Cholangiocytes, the epithelial cells lining the intra- and extrahepatic biliary tree, play an essential role in regulating the production of bile and digestive functions. Cholangiocytes are also involved in the repair from liver damage and are also the target of cholangiopathies a group of acquired, congenital, or genetic complex chronic liver diseases , that represents a substantial cause of morbidity and mortality and a frequent indication for liver transplant. Treatment of cholangiopathies is unsatisfactory and these diseases are among the main unmet needs in modern hepatology. Cholangiocytes in addition of being the target of the disease, also contribute to disease development. After biliary damage cholangiocytes, become “reactive”, acquire the ability to produce a number of cytokines and inflammatory mediators and growth factors and to promote further inflammation and portal fibrosis that ultimately may lead to cirrhosis and chronic liver failure. A hallmark of this process is the activation of intracellular morphogenetic signaling, such as the Notch, Wnt/β-catenin and VEGF pathways that are transiently involved in the development of the biliary epithelium during embryogenesis. The understanding of the mechanism underlying the reactivation of these intracellular signaling pathways has been boosted thanks to the availability of animal models that phenocopy the congenital and genetic cholangiopathies. These translational tools improved the knowledge of the pathophysiology of cholangiocytes and provided experimental therapeutic strategies. Acquired cholangiopathies are complex diseases for which only unsatisfactory animal and cellular models are available. Therefore, the approach taken by our laboratory has been to study the pathogenesis of genetic cholangiopathies with an identified causative gene and derive “lessons” that can be applied to the more general field of biliary and liver diseases. During the Ph.D. program, I mainly focused on investigating the molecular mechanism that drives the progression of two inherited cholangiopathies: 1) the polycystic liver disease associated with autosomal dominant polycystic kidney disease (PLD-ADPKD), in which the abnormal proliferation of cystic cholangiocytes is associated with changes in intracellular Ca2+ homeostasis and with the reactivation of biliary angiogenetic signals and, 2) the fibro-polycystic disease (Caroli Disease and Congenital Hepatic Fibrosis), where the aberrant lack of fibrocystin leads to activation of β-Catenin, chemokine secretion and recruitment of macrophages and fibrogenic mesenchymal cells , leading to liver fibrosis and portal hypertension. The thesis is divided in two parts; for both parts, the experimental methodology used is reported in the method section. In part I, we show that polycystin 2 (PC2), the ciliary protein affected in PLD-ADPKD, is a regulator of Ca2+ homeostasis and cAMP signaling in cholangiocytes. Expression of PC2 is essential for cytoplasmic and endoplasmic reticulum (ER) calcium handling. As PC2-deficient cells are also characterized by increased cAMP/PKA signaling and by Ras/Raf/ ERK/mTOR/HIF1α-dependent VEGF secretion, we aimed at understanding the relationships between altered Ca2+ homeostasis and increased cAMP production. We found that increased cAMP production is sustained by Adenylyl Cyclase 5 (AC5), an AC that is inactive at the normal intracellular Ca2+ concentrations,but it is activated at the decreased intracellular Ca2+ concentrations measured in PC2-deficient cystic cholangiocytes. As activation of AC5 was also dependent on STIM1 (a ER calcium sensor protein responsible for activation of the store-operated Ca2+ entry) we also concluded that the absence of PC2, intracellular Ca2+ store depletion promotes the interaction of STIM1 with AC5, resulting in aberrant cAMP production, stimulation of cystic cholangiocyte proliferation and cyst growth via Ras/Raf/ERK/mTOR/HIF1α-dependent VEGF secretion. These findings indicate that AC5 is an attractive target for therapy, as also demonstrated by inhibition of cyst growth in mice treated with the AC5 inhibitor SQ22,536. (Part of this work has been published. Spirli C., et al., Journal of Hepatology, 2017) In part II, we studied how fibrosis develops in Caroli Disease and Congenital Hepatic Fibrosis, two variants of the fibropolycystic diseases resulting from congenital deficiency of fibrocystin and characterized by biliary cysts and severe liver fibrosis. In prior studies we showed that in this condition, fibrosis was not a consequence of necroinflammatory damage to the biliary tree, but rather of a low grade chronic inflammation originating from the fibrocystin-deficient cholangiocytes and the consequent recruitment of macrophages. As macrophages recruitment depended on increased secretion of CXCL10 by fibrocystin-defective cholangiocytes we aimed to better understand the link between fibrocystin deficiency and increased CXCL10 secretion. We found that in the absence of fibrocystin, CXCL10 secretion is mediated by β-catenin nuclearization through phosphorylation at the Serine675 and by the abnormal secretion of IL-1β through the activation of NLRP3 inflammasome complex. These findings suggest that periportal fibrosis can be generated by a chronic low level inflammation originating from the fibrocystin deficient cholangiocytes and open new therapeutic avenues aiming at targeting β-catenin signaling and the inflammasome. (This work has been published. Kaffe E. et al., Hepatology, 2018) The identification of these pathobiological mechanisms has clarified some general aspects of the sequence of events leading from cholangiocyte dysfunction to hyperplasia and biliary fibrosis. This process is the result of increased cAMP levels, secretion of pro-inflammatory chemokines and angiogenetic factors, and macrophage recruitment; all these steps which may be targeted also for the treatment of acquired cholangiopathies that share common pathobiological traits.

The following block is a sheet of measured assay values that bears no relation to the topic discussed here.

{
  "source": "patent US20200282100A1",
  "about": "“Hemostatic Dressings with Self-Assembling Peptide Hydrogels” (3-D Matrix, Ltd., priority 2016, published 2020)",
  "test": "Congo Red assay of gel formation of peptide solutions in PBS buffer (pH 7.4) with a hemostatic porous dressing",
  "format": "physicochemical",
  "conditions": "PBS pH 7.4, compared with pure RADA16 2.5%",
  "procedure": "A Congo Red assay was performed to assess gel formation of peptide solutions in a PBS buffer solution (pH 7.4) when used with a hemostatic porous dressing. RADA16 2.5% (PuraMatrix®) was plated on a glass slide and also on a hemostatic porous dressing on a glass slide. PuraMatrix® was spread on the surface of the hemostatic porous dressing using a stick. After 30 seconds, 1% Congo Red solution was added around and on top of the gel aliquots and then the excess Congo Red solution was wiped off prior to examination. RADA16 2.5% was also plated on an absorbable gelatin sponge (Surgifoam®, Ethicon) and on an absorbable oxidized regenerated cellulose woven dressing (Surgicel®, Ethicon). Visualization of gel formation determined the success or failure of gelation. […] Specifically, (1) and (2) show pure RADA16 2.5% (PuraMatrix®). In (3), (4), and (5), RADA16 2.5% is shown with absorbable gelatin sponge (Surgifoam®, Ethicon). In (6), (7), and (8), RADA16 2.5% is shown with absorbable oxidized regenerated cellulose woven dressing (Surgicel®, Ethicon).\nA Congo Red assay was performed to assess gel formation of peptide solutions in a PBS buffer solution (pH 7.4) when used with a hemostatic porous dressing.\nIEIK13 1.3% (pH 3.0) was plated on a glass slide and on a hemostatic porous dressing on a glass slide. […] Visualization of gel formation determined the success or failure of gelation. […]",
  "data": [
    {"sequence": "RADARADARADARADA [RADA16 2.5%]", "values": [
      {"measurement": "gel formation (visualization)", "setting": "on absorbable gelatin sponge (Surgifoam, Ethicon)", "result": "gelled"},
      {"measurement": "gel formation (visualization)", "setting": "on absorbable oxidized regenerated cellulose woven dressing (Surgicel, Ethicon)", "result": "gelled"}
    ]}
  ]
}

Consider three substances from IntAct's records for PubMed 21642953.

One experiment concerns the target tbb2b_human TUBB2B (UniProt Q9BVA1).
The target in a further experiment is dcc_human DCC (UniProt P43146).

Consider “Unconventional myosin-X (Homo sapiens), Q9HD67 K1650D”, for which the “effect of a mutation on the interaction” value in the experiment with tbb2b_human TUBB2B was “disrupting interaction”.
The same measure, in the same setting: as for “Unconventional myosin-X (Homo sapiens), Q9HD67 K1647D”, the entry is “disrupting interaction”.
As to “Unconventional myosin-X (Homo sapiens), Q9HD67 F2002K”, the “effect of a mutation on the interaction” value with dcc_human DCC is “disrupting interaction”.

Molecular pathophysiology of cholangiopathies: lessons from polycystic and fibropolycystic liver disease / Mariotti, Valeria. - (2019 Nov 21).